Published : Wednesday, June 12, 2019 | 4:39 AM
Do presidents overstep their bounds when declaring war?
Tom Campbell, former U.S. congressman and a professor of law at Chapman University’s Fowler School of Law, will discuss the constitutional issues around going to war on Thursday, June 20 at the Pasadena Republican Club meeting.
In a discussion titled “War Powers and The Constitution” Campbell will give his suggestions to solving an issue that crosses both sides of the aisle.
“The constitution gives the authority to the Congress to declare war and gives to the president, the authority of Commander in Chief,” Campbell said. “And over the years, particularly since the end of the Vietnam War, the power that was intended to be in the hands of the Congress has been taken by the president. Where we are now, the president is able to go into military activity that anyone would characterize as war without the approval of Congress.”
Campbell served as U.S. Congressman for five terms representing California’s 12th and 15th districts. He is a former professor at Stanford Law School and former dean at the Haas School of Business and former professor of business administration at the UC Berkeley.
Today Campbell is a professor of law at Chapman University’s Fowler School of Law, where he served as dean from 2011 to 2016.
“We are very fortunate to have Prof. Campbell speak,” said Lynn Gabriel, president of the Pasadena Republican Club. “He is extremely knowledgeable about the constitution and his topic is fascinating.”
Campbell grew up as a Democrat but took up the Republican reins during his college days. He is not pointing fingers at any particular party in this discussion, as presidents from both sides have declared war without the approval of Congress, he said.
During his discussion, Campbell will focus on the War Powers Resolution, which requires the president to remove troops after 60 days, unless Congress has affirmatively approved the use of troops.
“The presidents of both parties and examples in all cases since Vietnam have ignored the requirement of getting Congressional approval in advance,” Campbell said. “Some presidents have actually gotten congressional approval but said they didn’t need to. And I’ll go through those examples, including Desert Storm, including the invasion of Grenada under President Reagan, the invasion of Panama under President Bush, President Obama’s bombing of Libya, president Trump’s bombing of Syria, and try to draw some important points of how we can restore the constitutional balance in this most important area.”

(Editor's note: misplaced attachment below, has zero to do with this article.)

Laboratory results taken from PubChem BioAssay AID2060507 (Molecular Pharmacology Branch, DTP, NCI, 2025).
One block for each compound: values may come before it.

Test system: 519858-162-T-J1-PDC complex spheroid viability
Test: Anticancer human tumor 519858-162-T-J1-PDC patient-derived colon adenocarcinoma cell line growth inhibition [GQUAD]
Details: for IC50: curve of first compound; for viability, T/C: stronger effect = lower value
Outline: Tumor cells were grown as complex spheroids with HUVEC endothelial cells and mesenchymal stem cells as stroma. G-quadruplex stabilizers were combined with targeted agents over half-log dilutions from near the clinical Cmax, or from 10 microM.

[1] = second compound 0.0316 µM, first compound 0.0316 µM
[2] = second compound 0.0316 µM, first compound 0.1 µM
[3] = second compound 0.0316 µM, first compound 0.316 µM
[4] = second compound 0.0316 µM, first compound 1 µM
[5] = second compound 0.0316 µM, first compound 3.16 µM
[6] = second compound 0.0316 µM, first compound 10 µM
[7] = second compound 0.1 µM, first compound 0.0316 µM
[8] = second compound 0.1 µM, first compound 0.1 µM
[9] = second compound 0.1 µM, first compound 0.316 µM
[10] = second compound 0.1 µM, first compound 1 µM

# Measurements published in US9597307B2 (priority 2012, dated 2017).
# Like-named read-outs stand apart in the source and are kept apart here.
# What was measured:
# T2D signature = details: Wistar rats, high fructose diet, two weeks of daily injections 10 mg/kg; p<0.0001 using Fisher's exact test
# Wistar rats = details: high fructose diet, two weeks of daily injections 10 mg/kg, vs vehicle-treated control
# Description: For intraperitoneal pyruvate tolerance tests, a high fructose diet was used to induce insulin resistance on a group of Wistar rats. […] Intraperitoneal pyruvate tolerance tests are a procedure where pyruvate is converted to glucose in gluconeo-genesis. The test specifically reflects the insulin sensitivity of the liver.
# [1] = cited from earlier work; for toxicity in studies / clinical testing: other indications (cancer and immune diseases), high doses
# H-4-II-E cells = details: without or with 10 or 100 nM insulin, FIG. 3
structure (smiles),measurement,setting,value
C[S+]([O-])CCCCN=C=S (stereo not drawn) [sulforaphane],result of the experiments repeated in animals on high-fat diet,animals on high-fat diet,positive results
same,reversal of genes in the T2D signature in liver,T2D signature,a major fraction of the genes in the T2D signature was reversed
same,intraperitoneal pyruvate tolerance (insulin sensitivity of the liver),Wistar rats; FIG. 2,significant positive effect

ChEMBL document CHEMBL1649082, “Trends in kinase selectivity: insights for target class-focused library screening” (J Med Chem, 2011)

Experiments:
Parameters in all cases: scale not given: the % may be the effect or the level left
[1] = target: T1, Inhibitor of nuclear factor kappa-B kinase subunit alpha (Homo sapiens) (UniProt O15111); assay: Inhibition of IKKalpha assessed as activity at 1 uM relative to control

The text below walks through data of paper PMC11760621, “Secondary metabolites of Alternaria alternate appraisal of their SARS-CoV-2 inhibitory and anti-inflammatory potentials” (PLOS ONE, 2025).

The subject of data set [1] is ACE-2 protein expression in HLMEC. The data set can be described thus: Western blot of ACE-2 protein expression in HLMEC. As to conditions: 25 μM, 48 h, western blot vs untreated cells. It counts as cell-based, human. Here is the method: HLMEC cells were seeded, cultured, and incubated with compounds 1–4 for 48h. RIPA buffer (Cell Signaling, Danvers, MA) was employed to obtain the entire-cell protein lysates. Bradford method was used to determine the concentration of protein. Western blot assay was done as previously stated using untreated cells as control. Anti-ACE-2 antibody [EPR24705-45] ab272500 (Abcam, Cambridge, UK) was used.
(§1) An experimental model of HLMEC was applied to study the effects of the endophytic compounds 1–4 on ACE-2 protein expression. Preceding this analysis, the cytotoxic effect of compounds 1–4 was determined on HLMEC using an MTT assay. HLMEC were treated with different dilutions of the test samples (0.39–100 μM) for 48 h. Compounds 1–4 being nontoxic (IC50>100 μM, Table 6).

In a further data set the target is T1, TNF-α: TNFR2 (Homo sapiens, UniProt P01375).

It’s a non-partisan issue.
“It’s a constitutional issue and presidents of both parties have gone to war without the approval of Congress and I believe acted unconstitutionally in doing so.”
Campbell said there is an important body that should have the final say.
“The conclusion I came to was that the third branch, the courts, need to step up and resolve this definitively,” he said. “Congress has allowed the president to exercise this authority. But from time to time, congress has tried to reassert its constitutional role and it’s just happened again regarding the activity in Yemen where Congress has passed a resolution calling on the President to cease all military activity supporting the Saudis in Yemen.
“And the courts will have to resolve this if the president continues to support military activity in Yemen,” he said. “The congress cannot cut off money to that without having two-thirds of both houses because if they pass an appropriation bill saying ‘no more money for this,’ the president will veto that and use the money in the pipeline.
“It requires a higher than majority of one house,” he said. “Whereas if the constitution were followed, a majority of one house could prevent America from going to war. Instead, it takes two-thirds of both houses to cut off funding. So the courts should be the ones to intervene on a case where the congressperson brings a lawsuit and the court should definitively rule the constitutionality of what’s been going on.”
The Club meeting will be held on Thursday, June 20 and starts at 6:30 p.m. with light refreshments and a no-host bar 6:30 p.m. The program begins at 7 p.m. It will be held at the Women’s City Club of Pasadena, 160 N. Oakland Avenue, Pasadena. The cost is $10 per person for current RPC members and $20 for non-members. For more call (626) 793-2018 or RSVP at firstname.lastname@example.org.